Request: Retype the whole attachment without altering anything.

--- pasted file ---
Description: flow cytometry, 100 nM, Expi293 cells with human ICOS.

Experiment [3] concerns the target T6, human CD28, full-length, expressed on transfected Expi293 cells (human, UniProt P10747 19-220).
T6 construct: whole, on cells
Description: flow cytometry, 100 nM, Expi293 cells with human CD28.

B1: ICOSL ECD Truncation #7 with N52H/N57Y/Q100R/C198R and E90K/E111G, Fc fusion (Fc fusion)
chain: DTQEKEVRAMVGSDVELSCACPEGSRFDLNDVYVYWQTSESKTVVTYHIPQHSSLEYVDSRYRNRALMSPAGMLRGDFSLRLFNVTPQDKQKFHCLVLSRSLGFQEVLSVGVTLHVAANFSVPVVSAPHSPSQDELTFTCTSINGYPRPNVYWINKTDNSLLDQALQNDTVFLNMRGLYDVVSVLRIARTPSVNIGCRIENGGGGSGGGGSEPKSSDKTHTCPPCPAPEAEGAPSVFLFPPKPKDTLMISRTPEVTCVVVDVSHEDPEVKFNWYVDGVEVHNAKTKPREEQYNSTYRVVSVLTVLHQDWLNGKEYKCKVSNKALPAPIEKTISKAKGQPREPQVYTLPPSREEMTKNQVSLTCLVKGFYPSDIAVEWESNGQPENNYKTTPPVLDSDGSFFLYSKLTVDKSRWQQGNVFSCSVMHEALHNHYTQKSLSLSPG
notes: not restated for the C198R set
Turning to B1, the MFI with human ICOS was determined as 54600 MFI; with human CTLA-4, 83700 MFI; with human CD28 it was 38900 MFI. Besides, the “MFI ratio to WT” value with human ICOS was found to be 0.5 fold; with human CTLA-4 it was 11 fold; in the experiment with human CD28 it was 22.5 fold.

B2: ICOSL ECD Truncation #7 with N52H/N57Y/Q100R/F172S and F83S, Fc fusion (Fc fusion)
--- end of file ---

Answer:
Description: flow cytometry, 100 nM, Expi293 cells with human ICOS.

Experiment [3] concerns the target T6, human CD28, full-length, expressed on transfected Expi293 cells (human, UniProt P10747 19-220).
T6 construct: whole, on cells
Description: flow cytometry, 100 nM, Expi293 cells with human CD28.

B1: ICOSL ECD Truncation #7 with N52H/N57Y/Q100R/C198R and E90K/E111G, Fc fusion (Fc fusion)
chain: DTQEKEVRAMVGSDVELSCACPEGSRFDLNDVYVYWQTSESKTVVTYHIPQHSSLEYVDSRYRNRALMSPAGMLRGDFSLRLFNVTPQDKQKFHCLVLSRSLGFQEVLSVGVTLHVAANFSVPVVSAPHSPSQDELTFTCTSINGYPRPNVYWINKTDNSLLDQALQNDTVFLNMRGLYDVVSVLRIARTPSVNIGCRIENGGGGSGGGGSEPKSSDKTHTCPPCPAPEAEGAPSVFLFPPKPKDTLMISRTPEVTCVVVDVSHEDPEVKFNWYVDGVEVHNAKTKPREEQYNSTYRVVSVLTVLHQDWLNGKEYKCKVSNKALPAPIEKTISKAKGQPREPQVYTLPPSREEMTKNQVSLTCLVKGFYPSDIAVEWESNGQPENNYKTTPPVLDSDGSFFLYSKLTVDKSRWQQGNVFSCSVMHEALHNHYTQKSLSLSPG
notes: not restated for the C198R set
Turning to B1, the MFI with human ICOS was determined as 54600 MFI; with human CTLA-4, 83700 MFI; with human CD28 it was 38900 MFI. Besides, the “MFI ratio to WT” value with human ICOS was found to be 0.5 fold; with human CTLA-4 it was 11 fold; in the experiment with human CD28 it was 22.5 fold.

B2: ICOSL ECD Truncation #7 with N52H/N57Y/Q100R/F172S and F83S, Fc fusion (Fc fusion)